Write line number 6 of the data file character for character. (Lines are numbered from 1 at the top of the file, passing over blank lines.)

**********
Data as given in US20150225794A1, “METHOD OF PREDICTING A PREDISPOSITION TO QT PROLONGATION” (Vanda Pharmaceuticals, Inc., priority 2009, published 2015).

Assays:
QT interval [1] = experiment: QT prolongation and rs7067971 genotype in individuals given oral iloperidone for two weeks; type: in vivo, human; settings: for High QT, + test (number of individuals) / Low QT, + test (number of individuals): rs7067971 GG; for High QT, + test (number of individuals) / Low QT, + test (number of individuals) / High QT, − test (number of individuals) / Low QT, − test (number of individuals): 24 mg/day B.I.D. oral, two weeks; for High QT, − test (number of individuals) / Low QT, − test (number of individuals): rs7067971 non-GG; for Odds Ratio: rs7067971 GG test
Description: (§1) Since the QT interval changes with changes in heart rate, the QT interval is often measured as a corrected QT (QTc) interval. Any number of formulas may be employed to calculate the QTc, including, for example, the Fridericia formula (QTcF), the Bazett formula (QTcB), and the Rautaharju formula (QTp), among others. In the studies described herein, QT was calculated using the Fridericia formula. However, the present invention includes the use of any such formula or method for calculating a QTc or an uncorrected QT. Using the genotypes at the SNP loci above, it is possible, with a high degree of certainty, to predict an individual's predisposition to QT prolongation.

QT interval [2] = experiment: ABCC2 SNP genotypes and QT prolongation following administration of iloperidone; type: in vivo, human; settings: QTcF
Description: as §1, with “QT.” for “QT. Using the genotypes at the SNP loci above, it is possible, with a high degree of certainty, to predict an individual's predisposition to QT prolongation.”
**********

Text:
Description: as §1, with “QT.” for “QT. Using the genotypes at the SNP loci above, it is possible, with a high degree of certainty, to predict an individual's predisposition to QT prolongation.”